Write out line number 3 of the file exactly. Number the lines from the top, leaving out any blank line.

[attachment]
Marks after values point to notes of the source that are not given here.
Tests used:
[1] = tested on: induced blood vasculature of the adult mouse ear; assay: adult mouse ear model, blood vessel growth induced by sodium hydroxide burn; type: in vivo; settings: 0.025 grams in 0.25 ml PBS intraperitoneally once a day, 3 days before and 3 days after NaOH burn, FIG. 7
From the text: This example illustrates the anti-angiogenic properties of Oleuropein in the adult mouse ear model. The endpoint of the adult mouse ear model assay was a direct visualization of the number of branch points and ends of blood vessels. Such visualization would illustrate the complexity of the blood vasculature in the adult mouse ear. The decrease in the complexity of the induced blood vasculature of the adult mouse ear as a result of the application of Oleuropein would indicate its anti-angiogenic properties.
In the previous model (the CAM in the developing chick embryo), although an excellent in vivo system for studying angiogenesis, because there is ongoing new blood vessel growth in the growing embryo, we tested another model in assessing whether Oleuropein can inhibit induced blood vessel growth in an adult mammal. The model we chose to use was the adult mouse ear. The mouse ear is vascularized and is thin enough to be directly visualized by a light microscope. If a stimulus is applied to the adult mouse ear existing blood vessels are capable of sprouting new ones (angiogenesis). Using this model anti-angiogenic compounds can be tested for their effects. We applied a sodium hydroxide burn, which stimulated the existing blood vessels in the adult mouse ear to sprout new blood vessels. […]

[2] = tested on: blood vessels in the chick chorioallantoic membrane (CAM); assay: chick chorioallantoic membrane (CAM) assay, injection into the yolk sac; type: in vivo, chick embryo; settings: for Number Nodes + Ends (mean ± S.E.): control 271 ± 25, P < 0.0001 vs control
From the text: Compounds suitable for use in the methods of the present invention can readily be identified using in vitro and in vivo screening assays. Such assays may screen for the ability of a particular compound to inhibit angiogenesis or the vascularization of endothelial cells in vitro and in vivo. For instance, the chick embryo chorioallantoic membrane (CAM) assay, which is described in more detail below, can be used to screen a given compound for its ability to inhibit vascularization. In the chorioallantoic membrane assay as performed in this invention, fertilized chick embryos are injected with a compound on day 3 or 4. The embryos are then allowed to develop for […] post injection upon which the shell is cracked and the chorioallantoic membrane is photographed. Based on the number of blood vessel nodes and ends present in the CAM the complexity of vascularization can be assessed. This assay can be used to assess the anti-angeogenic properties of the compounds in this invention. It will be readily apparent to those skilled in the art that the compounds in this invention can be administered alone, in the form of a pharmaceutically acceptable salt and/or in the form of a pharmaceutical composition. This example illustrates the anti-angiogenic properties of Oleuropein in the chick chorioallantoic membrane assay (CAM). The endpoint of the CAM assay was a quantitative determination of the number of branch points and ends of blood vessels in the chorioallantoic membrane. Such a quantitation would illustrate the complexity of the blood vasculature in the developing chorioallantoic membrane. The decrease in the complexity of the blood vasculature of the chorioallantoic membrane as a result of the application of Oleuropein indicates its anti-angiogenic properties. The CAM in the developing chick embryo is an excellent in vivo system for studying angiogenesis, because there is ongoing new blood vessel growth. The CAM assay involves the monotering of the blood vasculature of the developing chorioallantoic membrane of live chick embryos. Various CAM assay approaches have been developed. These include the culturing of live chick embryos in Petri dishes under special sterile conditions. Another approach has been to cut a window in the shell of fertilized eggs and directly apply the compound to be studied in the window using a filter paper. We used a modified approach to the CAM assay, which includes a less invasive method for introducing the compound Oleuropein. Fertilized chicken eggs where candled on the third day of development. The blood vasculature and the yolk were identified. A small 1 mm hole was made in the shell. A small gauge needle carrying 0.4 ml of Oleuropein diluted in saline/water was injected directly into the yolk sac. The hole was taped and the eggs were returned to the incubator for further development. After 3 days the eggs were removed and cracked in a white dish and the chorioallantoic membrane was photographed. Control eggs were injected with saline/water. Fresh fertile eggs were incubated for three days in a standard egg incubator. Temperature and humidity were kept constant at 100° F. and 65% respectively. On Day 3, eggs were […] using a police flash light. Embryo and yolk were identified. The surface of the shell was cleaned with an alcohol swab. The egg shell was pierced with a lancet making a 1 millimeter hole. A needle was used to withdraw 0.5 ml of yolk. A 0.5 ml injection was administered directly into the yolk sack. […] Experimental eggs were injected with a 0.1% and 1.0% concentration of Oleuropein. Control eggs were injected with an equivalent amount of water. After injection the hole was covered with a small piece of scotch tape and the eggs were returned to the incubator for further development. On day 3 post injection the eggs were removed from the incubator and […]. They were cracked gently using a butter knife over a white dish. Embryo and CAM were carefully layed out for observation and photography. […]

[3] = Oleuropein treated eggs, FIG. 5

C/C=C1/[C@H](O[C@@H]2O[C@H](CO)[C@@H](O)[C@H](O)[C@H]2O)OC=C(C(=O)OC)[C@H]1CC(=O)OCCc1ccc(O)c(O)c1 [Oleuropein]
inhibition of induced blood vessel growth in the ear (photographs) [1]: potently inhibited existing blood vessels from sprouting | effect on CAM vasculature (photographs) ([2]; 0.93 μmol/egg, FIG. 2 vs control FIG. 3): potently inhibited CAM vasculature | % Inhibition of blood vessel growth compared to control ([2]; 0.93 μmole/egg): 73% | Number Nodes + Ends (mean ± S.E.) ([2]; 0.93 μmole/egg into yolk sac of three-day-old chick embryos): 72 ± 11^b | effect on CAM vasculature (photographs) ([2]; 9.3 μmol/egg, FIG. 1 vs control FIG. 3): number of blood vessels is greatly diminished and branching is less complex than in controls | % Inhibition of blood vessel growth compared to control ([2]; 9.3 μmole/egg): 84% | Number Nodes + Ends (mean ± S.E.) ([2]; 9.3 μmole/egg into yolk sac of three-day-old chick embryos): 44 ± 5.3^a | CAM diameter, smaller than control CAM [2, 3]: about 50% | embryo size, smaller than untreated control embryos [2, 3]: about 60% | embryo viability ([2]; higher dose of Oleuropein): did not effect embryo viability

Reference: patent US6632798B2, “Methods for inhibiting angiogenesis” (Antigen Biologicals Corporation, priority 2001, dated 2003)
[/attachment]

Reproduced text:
[1] = tested on: induced blood vasculature of the adult mouse ear; assay: adult mouse ear model, blood vessel growth induced by sodium hydroxide burn; type: in vivo; settings: 0.025 grams in 0.25 ml PBS intraperitoneally once a day, 3 days before and 3 days after NaOH burn, FIG. 7